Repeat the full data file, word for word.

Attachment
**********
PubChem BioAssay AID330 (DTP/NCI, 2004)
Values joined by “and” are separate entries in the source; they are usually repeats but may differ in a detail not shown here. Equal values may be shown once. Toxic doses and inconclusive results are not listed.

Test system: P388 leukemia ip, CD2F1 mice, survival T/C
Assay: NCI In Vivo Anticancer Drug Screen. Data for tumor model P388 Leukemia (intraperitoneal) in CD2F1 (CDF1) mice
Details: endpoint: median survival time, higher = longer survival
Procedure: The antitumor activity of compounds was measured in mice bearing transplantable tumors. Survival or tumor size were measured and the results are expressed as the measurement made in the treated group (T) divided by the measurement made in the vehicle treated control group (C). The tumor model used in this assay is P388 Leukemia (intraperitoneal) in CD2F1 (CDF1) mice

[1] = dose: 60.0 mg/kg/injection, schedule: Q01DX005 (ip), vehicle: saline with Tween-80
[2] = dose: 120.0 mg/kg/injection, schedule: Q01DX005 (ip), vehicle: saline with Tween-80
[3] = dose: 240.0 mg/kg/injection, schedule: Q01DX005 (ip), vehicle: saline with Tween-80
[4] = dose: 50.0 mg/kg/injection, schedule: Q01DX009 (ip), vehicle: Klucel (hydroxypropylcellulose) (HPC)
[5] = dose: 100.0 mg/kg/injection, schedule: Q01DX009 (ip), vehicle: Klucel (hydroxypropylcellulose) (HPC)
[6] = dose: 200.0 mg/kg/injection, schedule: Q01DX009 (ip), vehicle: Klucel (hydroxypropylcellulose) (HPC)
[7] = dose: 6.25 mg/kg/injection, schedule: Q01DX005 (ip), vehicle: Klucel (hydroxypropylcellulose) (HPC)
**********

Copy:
PubChem BioAssay AID330 (DTP/NCI, 2004)
Values joined by “and” are separate entries in the source; they are usually repeats but may differ in a detail not shown here. Equal values may be shown once. Toxic doses and inconclusive results are not listed.

Test system: P388 leukemia ip, CD2F1 mice, survival T/C
Assay: NCI In Vivo Anticancer Drug Screen. Data for tumor model P388 Leukemia (intraperitoneal) in CD2F1 (CDF1) mice
Details: endpoint: median survival time, higher = longer survival
Procedure: The antitumor activity of compounds was measured in mice bearing transplantable tumors. Survival or tumor size were measured and the results are expressed as the measurement made in the treated group (T) divided by the measurement made in the vehicle treated control group (C). The tumor model used in this assay is P388 Leukemia (intraperitoneal) in CD2F1 (CDF1) mice

[1] = dose: 60.0 mg/kg/injection, schedule: Q01DX005 (ip), vehicle: saline with Tween-80
[2] = dose: 120.0 mg/kg/injection, schedule: Q01DX005 (ip), vehicle: saline with Tween-80
[3] = dose: 240.0 mg/kg/injection, schedule: Q01DX005 (ip), vehicle: saline with Tween-80
[4] = dose: 50.0 mg/kg/injection, schedule: Q01DX009 (ip), vehicle: Klucel (hydroxypropylcellulose) (HPC)
[5] = dose: 100.0 mg/kg/injection, schedule: Q01DX009 (ip), vehicle: Klucel (hydroxypropylcellulose) (HPC)
[6] = dose: 200.0 mg/kg/injection, schedule: Q01DX009 (ip), vehicle: Klucel (hydroxypropylcellulose) (HPC)
[7] = dose: 6.25 mg/kg/injection, schedule: Q01DX005 (ip), vehicle: Klucel (hydroxypropylcellulose) (HPC)